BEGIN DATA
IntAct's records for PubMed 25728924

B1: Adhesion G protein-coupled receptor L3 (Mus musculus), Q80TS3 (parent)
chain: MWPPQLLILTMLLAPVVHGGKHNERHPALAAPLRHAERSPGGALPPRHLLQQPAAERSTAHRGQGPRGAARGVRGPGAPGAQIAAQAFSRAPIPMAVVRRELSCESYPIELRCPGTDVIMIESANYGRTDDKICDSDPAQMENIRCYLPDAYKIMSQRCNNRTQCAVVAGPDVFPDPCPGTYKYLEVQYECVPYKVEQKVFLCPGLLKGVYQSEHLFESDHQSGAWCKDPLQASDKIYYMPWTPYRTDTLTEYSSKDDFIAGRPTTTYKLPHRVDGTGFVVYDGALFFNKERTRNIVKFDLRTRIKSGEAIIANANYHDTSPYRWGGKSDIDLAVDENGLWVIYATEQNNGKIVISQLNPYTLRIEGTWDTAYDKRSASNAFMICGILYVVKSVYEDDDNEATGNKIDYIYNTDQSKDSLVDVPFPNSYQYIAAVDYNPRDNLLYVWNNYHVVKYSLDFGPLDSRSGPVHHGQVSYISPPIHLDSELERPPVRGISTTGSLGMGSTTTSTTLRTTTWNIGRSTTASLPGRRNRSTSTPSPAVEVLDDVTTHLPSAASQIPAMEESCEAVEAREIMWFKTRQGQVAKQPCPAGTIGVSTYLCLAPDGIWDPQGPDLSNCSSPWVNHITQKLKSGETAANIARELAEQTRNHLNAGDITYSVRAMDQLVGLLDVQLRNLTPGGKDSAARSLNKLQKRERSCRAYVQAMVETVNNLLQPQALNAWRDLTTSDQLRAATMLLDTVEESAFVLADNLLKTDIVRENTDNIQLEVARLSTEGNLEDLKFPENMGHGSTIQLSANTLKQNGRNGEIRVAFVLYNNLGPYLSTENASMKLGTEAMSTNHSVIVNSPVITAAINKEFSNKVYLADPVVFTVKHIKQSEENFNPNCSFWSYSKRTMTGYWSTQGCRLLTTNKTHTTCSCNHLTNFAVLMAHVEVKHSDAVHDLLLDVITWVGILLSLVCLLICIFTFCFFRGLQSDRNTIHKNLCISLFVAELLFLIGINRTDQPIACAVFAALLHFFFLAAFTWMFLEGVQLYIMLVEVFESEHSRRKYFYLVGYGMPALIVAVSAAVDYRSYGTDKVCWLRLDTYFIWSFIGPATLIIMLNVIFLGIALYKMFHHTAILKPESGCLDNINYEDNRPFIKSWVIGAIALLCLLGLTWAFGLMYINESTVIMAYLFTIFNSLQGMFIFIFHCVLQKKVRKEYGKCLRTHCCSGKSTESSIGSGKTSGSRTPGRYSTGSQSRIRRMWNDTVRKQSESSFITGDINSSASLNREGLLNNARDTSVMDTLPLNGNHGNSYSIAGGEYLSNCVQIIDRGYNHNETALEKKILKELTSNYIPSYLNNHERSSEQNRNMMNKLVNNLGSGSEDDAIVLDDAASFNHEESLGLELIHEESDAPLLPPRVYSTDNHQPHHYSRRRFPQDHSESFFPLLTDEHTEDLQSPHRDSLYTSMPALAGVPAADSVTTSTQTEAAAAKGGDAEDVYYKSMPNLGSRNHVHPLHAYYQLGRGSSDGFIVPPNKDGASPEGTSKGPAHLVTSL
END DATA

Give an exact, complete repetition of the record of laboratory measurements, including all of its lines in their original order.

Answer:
IntAct's records for PubMed 25728924

B1: Adhesion G protein-coupled receptor L3 (Mus musculus), Q80TS3 (parent)
chain: MWPPQLLILTMLLAPVVHGGKHNERHPALAAPLRHAERSPGGALPPRHLLQQPAAERSTAHRGQGPRGAARGVRGPGAPGAQIAAQAFSRAPIPMAVVRRELSCESYPIELRCPGTDVIMIESANYGRTDDKICDSDPAQMENIRCYLPDAYKIMSQRCNNRTQCAVVAGPDVFPDPCPGTYKYLEVQYECVPYKVEQKVFLCPGLLKGVYQSEHLFESDHQSGAWCKDPLQASDKIYYMPWTPYRTDTLTEYSSKDDFIAGRPTTTYKLPHRVDGTGFVVYDGALFFNKERTRNIVKFDLRTRIKSGEAIIANANYHDTSPYRWGGKSDIDLAVDENGLWVIYATEQNNGKIVISQLNPYTLRIEGTWDTAYDKRSASNAFMICGILYVVKSVYEDDDNEATGNKIDYIYNTDQSKDSLVDVPFPNSYQYIAAVDYNPRDNLLYVWNNYHVVKYSLDFGPLDSRSGPVHHGQVSYISPPIHLDSELERPPVRGISTTGSLGMGSTTTSTTLRTTTWNIGRSTTASLPGRRNRSTSTPSPAVEVLDDVTTHLPSAASQIPAMEESCEAVEAREIMWFKTRQGQVAKQPCPAGTIGVSTYLCLAPDGIWDPQGPDLSNCSSPWVNHITQKLKSGETAANIARELAEQTRNHLNAGDITYSVRAMDQLVGLLDVQLRNLTPGGKDSAARSLNKLQKRERSCRAYVQAMVETVNNLLQPQALNAWRDLTTSDQLRAATMLLDTVEESAFVLADNLLKTDIVRENTDNIQLEVARLSTEGNLEDLKFPENMGHGSTIQLSANTLKQNGRNGEIRVAFVLYNNLGPYLSTENASMKLGTEAMSTNHSVIVNSPVITAAINKEFSNKVYLADPVVFTVKHIKQSEENFNPNCSFWSYSKRTMTGYWSTQGCRLLTTNKTHTTCSCNHLTNFAVLMAHVEVKHSDAVHDLLLDVITWVGILLSLVCLLICIFTFCFFRGLQSDRNTIHKNLCISLFVAELLFLIGINRTDQPIACAVFAALLHFFFLAAFTWMFLEGVQLYIMLVEVFESEHSRRKYFYLVGYGMPALIVAVSAAVDYRSYGTDKVCWLRLDTYFIWSFIGPATLIIMLNVIFLGIALYKMFHHTAILKPESGCLDNINYEDNRPFIKSWVIGAIALLCLLGLTWAFGLMYINESTVIMAYLFTIFNSLQGMFIFIFHCVLQKKVRKEYGKCLRTHCCSGKSTESSIGSGKTSGSRTPGRYSTGSQSRIRRMWNDTVRKQSESSFITGDINSSASLNREGLLNNARDTSVMDTLPLNGNHGNSYSIAGGEYLSNCVQIIDRGYNHNETALEKKILKELTSNYIPSYLNNHERSSEQNRNMMNKLVNNLGSGSEDDAIVLDDAASFNHEESLGLELIHEESDAPLLPPRVYSTDNHQPHHYSRRRFPQDHSESFFPLLTDEHTEDLQSPHRDSLYTSMPALAGVPAADSVTTSTQTEAAAAKGGDAEDVYYKSMPNLGSRNHVHPLHAYYQLGRGSSDGFIVPPNKDGASPEGTSKGPAHLVTSL